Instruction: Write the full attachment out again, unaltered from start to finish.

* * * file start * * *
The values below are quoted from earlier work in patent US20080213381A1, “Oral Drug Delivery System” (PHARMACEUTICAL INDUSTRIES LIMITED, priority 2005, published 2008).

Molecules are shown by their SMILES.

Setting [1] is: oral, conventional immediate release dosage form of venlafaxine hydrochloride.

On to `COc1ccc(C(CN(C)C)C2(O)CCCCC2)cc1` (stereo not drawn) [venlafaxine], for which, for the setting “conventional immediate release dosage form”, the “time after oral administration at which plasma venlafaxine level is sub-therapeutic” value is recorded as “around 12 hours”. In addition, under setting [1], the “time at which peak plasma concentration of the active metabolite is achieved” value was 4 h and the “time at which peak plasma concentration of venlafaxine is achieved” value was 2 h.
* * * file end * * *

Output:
The values below are quoted from earlier work in patent US20080213381A1, “Oral Drug Delivery System” (PHARMACEUTICAL INDUSTRIES LIMITED, priority 2005, published 2008).

Molecules are shown by their SMILES.

Setting [1] is: oral, conventional immediate release dosage form of venlafaxine hydrochloride.

On to `COc1ccc(C(CN(C)C)C2(O)CCCCC2)cc1` (stereo not drawn) [venlafaxine], for which, for the setting “conventional immediate release dosage form”, the “time after oral administration at which plasma venlafaxine level is sub-therapeutic” value is recorded as “around 12 hours”. In addition, under setting [1], the “time at which peak plasma concentration of the active metabolite is achieved” value was 4 h and the “time at which peak plasma concentration of venlafaxine is achieved” value was 2 h.